Designer sent comps for a site using copperplate, I was wondering if anyone could suggest a good alternative that exists either on google fonts or as a font squirrel kit (preferably the former).

Thanks in advance

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  • Can you show us a screenshot? I would go out on a limb and say that there are better fonts to use (I don´t really like copperplate :) ) But I´ll look for an alternative anyway. – Jannik Ruf Jul 25 '12 at 7:05
  • Can you use a webfont instead? – e100 Jul 25 '12 at 9:30
  • @e100 I wish ;) google fonts are great, the issue can be rendering on some browsers. – picus Jul 25 '12 at 21:52
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    What browsers, exactly? Webfonts ate supported back to IE7. Mobiles can handle webfonts unless they're using Opera Mini, which butchers everything so who cares. Unless you need to-the-pixel size metrics for JavaScript-based dimension calculation at loadtime (which is a REALLY esoteric requirement) you'll be fine with a webfont. – sudowned Dec 16 '12 at 5:45

Here is an alternative. Not perfect, but close to Copperplate.

Balthazar: http://www.google.com/webfonts/specimen/Balthazar

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To answer my own question, the font we decided to use is

Alegreya SC


We use it as a backup if the user doesn't have any of the main copperplate families on their machine.

thanks for your help.

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    that's really nothing like Copperplate, though. Granted, Copperplate isn't always the best option to begin with--especially if we're talking body copy. – DA01 Aug 6 '12 at 20:37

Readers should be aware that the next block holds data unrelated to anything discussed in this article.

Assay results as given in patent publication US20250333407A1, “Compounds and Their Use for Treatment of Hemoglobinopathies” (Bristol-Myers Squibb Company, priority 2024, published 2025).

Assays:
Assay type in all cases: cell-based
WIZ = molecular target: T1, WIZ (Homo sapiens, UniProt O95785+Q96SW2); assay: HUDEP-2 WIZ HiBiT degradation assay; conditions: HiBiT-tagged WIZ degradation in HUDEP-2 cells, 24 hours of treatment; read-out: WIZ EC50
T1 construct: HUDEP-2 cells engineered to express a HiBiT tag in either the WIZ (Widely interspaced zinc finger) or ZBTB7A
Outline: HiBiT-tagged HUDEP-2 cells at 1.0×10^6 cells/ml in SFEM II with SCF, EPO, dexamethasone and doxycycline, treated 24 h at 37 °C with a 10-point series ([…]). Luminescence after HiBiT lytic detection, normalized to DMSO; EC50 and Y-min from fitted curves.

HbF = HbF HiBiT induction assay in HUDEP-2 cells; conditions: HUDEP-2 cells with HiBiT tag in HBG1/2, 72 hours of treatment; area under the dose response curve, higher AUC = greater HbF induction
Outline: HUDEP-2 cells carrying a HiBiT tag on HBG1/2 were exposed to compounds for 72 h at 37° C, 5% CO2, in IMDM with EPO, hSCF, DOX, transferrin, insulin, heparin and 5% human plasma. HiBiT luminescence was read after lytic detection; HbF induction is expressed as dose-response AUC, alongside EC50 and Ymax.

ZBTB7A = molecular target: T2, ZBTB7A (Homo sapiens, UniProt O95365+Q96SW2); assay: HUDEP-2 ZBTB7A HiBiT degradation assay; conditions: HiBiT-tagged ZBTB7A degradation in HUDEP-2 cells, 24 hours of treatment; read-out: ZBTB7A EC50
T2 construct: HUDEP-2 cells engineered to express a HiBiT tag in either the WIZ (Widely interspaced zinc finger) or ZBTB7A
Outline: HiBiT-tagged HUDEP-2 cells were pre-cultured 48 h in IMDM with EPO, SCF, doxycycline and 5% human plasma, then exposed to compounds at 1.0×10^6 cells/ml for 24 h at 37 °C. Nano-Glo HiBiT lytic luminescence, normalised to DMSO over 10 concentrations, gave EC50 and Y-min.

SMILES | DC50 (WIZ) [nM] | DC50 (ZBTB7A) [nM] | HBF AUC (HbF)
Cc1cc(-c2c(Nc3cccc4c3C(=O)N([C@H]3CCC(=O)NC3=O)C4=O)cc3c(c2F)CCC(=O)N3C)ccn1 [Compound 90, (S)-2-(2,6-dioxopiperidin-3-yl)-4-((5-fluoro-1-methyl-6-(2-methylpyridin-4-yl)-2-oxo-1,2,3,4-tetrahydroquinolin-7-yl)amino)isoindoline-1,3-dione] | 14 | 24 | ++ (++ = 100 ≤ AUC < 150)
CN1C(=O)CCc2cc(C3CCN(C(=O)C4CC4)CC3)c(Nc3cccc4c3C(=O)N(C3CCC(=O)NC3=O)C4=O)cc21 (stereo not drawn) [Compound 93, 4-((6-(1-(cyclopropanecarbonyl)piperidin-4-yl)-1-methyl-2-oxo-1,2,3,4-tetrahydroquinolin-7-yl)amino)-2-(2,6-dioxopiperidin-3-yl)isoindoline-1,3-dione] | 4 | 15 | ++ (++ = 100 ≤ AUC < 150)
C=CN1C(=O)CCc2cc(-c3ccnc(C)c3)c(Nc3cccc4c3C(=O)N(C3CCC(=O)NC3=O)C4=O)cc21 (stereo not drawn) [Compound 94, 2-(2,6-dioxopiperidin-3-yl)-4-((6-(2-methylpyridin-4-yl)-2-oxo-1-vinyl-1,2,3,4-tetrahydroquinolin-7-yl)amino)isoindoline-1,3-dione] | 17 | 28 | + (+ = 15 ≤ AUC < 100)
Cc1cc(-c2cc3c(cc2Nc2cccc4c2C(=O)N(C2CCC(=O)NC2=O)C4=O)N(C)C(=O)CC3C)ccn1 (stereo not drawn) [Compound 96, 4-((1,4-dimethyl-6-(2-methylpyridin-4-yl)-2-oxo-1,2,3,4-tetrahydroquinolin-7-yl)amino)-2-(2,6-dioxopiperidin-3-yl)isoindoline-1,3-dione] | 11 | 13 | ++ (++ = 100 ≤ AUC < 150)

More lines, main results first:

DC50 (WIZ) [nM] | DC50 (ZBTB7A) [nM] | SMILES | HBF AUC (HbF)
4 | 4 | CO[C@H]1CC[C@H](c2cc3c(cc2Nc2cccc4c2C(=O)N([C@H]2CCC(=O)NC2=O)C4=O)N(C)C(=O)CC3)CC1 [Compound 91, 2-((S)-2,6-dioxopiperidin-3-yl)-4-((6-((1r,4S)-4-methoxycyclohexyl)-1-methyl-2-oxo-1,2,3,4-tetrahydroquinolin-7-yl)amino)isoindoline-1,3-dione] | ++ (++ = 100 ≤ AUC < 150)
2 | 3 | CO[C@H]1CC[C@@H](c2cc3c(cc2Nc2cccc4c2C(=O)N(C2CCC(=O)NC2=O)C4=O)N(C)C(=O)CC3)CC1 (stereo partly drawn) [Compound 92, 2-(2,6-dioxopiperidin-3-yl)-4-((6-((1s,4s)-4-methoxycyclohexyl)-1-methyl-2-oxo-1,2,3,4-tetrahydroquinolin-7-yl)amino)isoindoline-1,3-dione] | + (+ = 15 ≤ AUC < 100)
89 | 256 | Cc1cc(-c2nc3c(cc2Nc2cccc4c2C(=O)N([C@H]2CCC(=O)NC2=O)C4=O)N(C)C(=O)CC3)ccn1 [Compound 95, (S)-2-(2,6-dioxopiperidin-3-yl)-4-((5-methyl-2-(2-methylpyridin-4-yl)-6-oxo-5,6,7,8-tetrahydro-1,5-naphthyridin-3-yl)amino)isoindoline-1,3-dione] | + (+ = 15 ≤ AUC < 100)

If you're concerned about using the actual font, I would just create an @font-face kit yourself using Copperplate Gothic.

The only problem with @font-face, which is a major one, is that it can have a severe impact on site performance.

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    This used to be THE solution solution, but lately, I have found issues with the kit files for certain browsers and font squirrel, which has the best kit generator, is straight-up blocking some kits form being generated. +1 for the suggestion, though since it is a good one and this is not a web dev exchange per se. The best bet for kits is getting a pre-compiled one from font squirrel. – picus Aug 6 '12 at 18:01
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    You can't just create a font-face kit without properly licensing the font for web use. – Brendan Dec 16 '12 at 5:40

Here is the best I could find on google webfonts: Syncopate, Cantarell; I suggest using both in bold. They are close except for the serifs of course, which I don´t find very attractive to be honest.

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    I don't think either of these are anything like Copperplate Gothic. – e100 Jul 25 '12 at 9:25
  • Oh now that I see the links you´re right. I typed in COPPERFIELD in the selection part of google webfonts. Try it and you´ll see that they have their characteristics. – Jannik Ruf Jul 25 '12 at 9:57
  • Of course only in Uppercase and bold ;) – Jannik Ruf Jul 25 '12 at 11:21
  • @Jannik, Thanks will take a look. Cantarell seems like a decent alternative. – picus Jul 25 '12 at 21:53

The alternatives presented in other answers don't resemble Copperplate very closely, mainly in geometry. A hybrid approach would be to include Copperplate at the top of your font stack and use fallbacks. According to cssfontstack.com, Copperplate is installed on the majority of Windows and Macintosh computers. http://www.cssfontstack.com/Copperplate

I came here looking for ideas and this is the approach I'm going to take with a similar problem.


I tried Libre Baskerville and increased the font spacing to 1px and I feel it is fairly close.


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